The other night, a commercial came on that asked me to visit a certain state during my vacation. (I’m going to leave names out of it because I really don’t want to tick off a whole state at this point in my life) This state seemed to be a lovely place. The food looked good. And there were a lot of really scenic trees. And the denizens seemed to smile an awful lot.
And then a few minutes later, the same commercial came on again. Scenic, yummy, trees, nice glowing white chompers. But wait, it wasn’t for the same state.
Suddenly I went back 20 years and was working on the Texas Tourism account. I remember looking at how it had marketed itself prior to my company landing the account. Ads reminded travelers that it was big. It was full of cowboys. And people seemed to smile a lot.
The whole marketing direction was based on a tagline : “Have a big time in Texas.” But it really didn’t tell me much more than that.
And predictably, Texas was ranked number 17 in vacation destinations in the United States.
Well, also predictably, the state muckety-mucks in Texas wanted to change that, so they moved the account to the agency I was working for at the time.
Our goal was to take a state known for cows, cactus and cowboys and reposition its perception it in travelers’ minds. We needed to quickly change attitudes and misperceptions (okay, I admit it, they’re not all misperceptions) and begin to market the true Texas, not the stereotype.
Texas is big. But it’s also spectacularly diverse in geography, in cities, in people. And you can?t see it all at once. But you can see parts of it that offered you what you wanted in a vacation.
Sure the state is full of cowboys, cows and cactus, but it also has major metropolitan cities that are destinations themselves with world-class art, dining, shopping and other activities. The state has beaches – a lot of beaches, actually. The state has mountains. The state has thickets full of pine trees that preside over lakes and rivers that are an angler’s dream come true.
Because to us, Texas was “Like a whole other country.”
And that was our positioning. That was the well from which all ideas, creative, media, marketing, Interactive and PR flowed.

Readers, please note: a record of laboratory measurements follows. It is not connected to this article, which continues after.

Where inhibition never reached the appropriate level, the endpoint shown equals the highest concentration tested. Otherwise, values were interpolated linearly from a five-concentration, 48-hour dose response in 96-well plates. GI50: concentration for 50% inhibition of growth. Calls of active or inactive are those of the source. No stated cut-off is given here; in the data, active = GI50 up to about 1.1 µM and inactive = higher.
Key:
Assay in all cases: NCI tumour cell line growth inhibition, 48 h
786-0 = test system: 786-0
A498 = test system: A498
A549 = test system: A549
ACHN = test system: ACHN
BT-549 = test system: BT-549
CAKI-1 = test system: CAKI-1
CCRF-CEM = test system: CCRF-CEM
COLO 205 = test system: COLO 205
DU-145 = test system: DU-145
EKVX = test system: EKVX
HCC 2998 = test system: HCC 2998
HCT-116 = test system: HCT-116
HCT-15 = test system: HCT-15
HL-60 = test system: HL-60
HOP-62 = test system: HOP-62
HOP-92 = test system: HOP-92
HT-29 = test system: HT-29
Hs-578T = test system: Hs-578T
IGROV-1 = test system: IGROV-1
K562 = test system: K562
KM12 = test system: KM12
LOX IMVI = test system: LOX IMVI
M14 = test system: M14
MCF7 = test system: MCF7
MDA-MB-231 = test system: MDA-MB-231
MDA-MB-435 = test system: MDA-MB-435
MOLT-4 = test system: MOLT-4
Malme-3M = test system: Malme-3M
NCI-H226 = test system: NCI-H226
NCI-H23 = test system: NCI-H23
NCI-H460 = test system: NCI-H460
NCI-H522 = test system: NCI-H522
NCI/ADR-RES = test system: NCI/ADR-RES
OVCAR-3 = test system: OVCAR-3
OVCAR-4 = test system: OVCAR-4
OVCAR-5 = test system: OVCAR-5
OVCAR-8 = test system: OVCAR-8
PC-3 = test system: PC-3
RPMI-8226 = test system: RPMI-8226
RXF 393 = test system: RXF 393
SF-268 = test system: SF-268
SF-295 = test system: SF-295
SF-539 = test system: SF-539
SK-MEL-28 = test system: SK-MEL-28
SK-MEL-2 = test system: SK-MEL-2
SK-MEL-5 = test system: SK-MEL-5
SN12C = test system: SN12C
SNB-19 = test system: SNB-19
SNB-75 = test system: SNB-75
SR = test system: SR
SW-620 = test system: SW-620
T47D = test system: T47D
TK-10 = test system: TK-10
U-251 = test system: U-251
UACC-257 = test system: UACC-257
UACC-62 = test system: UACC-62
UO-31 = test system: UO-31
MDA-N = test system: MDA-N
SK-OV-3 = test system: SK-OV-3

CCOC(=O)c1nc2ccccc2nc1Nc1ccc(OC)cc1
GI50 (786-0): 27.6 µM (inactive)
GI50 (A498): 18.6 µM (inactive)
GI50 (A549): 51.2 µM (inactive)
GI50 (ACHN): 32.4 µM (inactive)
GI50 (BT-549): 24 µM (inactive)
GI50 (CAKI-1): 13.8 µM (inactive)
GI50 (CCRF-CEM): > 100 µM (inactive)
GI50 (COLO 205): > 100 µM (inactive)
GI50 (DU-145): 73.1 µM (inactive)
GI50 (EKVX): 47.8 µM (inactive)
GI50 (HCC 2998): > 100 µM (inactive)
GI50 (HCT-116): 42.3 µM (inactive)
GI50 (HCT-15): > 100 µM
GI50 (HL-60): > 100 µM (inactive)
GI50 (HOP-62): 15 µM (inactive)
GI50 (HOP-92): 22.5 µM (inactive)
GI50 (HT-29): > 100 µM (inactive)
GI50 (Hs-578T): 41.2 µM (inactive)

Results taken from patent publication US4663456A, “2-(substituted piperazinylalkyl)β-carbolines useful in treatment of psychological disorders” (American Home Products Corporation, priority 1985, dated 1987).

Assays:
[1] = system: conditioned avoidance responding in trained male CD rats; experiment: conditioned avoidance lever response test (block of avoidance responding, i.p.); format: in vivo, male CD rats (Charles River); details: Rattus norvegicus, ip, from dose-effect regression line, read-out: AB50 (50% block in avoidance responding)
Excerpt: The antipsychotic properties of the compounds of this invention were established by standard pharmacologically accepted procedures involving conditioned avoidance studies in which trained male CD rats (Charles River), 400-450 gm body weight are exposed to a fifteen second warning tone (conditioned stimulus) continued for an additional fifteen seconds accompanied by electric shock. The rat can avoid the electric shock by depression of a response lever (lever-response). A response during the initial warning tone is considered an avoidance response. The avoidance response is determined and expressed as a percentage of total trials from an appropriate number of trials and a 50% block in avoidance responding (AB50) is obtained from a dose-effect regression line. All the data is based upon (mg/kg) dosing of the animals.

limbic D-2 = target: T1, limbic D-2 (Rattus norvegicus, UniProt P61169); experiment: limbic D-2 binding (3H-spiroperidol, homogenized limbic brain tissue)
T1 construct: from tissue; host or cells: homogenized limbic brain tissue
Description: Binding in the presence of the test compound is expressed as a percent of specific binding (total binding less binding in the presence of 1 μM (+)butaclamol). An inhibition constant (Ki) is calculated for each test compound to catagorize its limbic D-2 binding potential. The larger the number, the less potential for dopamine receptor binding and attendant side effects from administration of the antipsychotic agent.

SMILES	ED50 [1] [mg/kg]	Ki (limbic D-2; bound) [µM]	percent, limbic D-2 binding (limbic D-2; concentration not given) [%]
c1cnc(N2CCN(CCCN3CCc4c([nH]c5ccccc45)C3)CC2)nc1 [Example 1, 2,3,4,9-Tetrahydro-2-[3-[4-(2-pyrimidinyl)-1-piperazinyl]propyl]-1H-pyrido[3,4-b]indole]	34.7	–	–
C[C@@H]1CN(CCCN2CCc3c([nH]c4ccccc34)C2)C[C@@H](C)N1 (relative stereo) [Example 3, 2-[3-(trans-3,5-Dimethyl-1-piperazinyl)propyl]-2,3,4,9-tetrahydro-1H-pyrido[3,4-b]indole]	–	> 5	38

From 1989 to 1995, interest in Texas as a potential travel destination jumped 150%. Texas travel revenues increased from $18 billion to $25.4 billion during that time. And Texas jumped from number 17 to the number two travel destination in the country, ahead of Florida, and right behind California.
By positioning Texas as a “whole other country,” we actually were able to do three things:
1. Turn Texas’s size as a weakness and make it a strength
2. Actually offer a lot of things travelers long for, and on a grand scale
3. Have fun with the whole Texas braggadocio mentality and turn it back on ourselves
As I looked back at the numbers for the Texas Tourism campaign, I wondered what those numbers would look like with today’s more technical, more targeted marketing channels.
There?s never been more efficient, more involving, more resonant tools available to connect those you want to reach with your brand, and connect them to people who are already fans of your brands to act as brand ambassadors. At Rawle Murdy, that is not only something we understand, it’s something we live by. You’ll see this same philosophy for our clients, Royal Palms, Wild Dunes and Sunriver, to name a few. But it never fails to amaze me how a lot of beautiful places, with a lot to offer a traveler, forget the basic lesson of branding.
If a state known for cowboys, cactus and cows can go from back of the pack to number two in under five years, no less, what could your state or destination be doing in these times of more technical, more targeted marketing channels?
But then again, without a brand that offers a potential traveler something motivating by way of a truly accurate and original way of putting down real estate in their minds,
Do me a favor?better yet, do yourself a favor: Look at your tourism advertising brand initiative and ask yourself honestly, does what we’re saying make people say, “I have to be there?”
And one more thing: Watch a lot of TV. You’ll probably come to the same conclusion I came to.